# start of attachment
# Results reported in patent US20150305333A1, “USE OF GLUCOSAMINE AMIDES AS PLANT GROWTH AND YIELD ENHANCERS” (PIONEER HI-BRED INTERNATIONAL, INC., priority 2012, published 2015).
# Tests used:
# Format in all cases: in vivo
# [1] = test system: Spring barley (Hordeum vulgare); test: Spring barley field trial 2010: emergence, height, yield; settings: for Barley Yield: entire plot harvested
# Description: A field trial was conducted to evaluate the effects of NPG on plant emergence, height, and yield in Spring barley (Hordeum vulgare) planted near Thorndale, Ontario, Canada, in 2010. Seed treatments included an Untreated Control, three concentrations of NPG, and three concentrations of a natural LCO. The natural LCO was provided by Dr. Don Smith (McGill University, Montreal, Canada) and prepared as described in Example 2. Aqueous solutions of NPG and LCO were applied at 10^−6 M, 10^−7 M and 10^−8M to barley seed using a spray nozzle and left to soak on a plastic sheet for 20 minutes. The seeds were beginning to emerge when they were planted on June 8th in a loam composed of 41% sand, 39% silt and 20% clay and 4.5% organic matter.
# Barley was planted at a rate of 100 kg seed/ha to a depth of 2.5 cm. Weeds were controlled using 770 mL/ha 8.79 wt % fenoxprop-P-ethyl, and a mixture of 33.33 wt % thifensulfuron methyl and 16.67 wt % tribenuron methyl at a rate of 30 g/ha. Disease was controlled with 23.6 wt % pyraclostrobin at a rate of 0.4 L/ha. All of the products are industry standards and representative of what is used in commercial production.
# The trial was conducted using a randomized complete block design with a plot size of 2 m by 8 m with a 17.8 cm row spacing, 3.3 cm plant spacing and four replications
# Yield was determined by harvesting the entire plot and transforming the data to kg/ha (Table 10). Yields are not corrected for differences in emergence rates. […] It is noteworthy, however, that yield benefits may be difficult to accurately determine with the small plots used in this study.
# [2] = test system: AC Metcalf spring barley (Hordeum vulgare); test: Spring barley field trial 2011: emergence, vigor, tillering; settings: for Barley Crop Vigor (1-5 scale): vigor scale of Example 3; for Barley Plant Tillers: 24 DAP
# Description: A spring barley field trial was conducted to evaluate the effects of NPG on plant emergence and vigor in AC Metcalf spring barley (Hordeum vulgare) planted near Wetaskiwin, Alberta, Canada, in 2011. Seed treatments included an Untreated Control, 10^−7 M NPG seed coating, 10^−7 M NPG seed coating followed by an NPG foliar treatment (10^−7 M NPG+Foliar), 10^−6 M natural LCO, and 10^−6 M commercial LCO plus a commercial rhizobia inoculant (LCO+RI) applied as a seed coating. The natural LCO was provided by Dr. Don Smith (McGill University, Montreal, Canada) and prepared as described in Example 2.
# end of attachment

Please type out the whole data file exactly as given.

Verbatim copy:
# Results reported in patent US20150305333A1, “USE OF GLUCOSAMINE AMIDES AS PLANT GROWTH AND YIELD ENHANCERS” (PIONEER HI-BRED INTERNATIONAL, INC., priority 2012, published 2015).
# Tests used:
# Format in all cases: in vivo
# [1] = test system: Spring barley (Hordeum vulgare); test: Spring barley field trial 2010: emergence, height, yield; settings: for Barley Yield: entire plot harvested
# Description: A field trial was conducted to evaluate the effects of NPG on plant emergence, height, and yield in Spring barley (Hordeum vulgare) planted near Thorndale, Ontario, Canada, in 2010. Seed treatments included an Untreated Control, three concentrations of NPG, and three concentrations of a natural LCO. The natural LCO was provided by Dr. Don Smith (McGill University, Montreal, Canada) and prepared as described in Example 2. Aqueous solutions of NPG and LCO were applied at 10^−6 M, 10^−7 M and 10^−8M to barley seed using a spray nozzle and left to soak on a plastic sheet for 20 minutes. The seeds were beginning to emerge when they were planted on June 8th in a loam composed of 41% sand, 39% silt and 20% clay and 4.5% organic matter.
# Barley was planted at a rate of 100 kg seed/ha to a depth of 2.5 cm. Weeds were controlled using 770 mL/ha 8.79 wt % fenoxprop-P-ethyl, and a mixture of 33.33 wt % thifensulfuron methyl and 16.67 wt % tribenuron methyl at a rate of 30 g/ha. Disease was controlled with 23.6 wt % pyraclostrobin at a rate of 0.4 L/ha. All of the products are industry standards and representative of what is used in commercial production.
# The trial was conducted using a randomized complete block design with a plot size of 2 m by 8 m with a 17.8 cm row spacing, 3.3 cm plant spacing and four replications
# Yield was determined by harvesting the entire plot and transforming the data to kg/ha (Table 10). Yields are not corrected for differences in emergence rates. […] It is noteworthy, however, that yield benefits may be difficult to accurately determine with the small plots used in this study.
# [2] = test system: AC Metcalf spring barley (Hordeum vulgare); test: Spring barley field trial 2011: emergence, vigor, tillering; settings: for Barley Crop Vigor (1-5 scale): vigor scale of Example 3; for Barley Plant Tillers: 24 DAP
# Description: A spring barley field trial was conducted to evaluate the effects of NPG on plant emergence and vigor in AC Metcalf spring barley (Hordeum vulgare) planted near Wetaskiwin, Alberta, Canada, in 2011. Seed treatments included an Untreated Control, 10^−7 M NPG seed coating, 10^−7 M NPG seed coating followed by an NPG foliar treatment (10^−7 M NPG+Foliar), 10^−6 M natural LCO, and 10^−6 M commercial LCO plus a commercial rhizobia inoculant (LCO+RI) applied as a seed coating. The natural LCO was provided by Dr. Don Smith (McGill University, Montreal, Canada) and prepared as described in Example 2.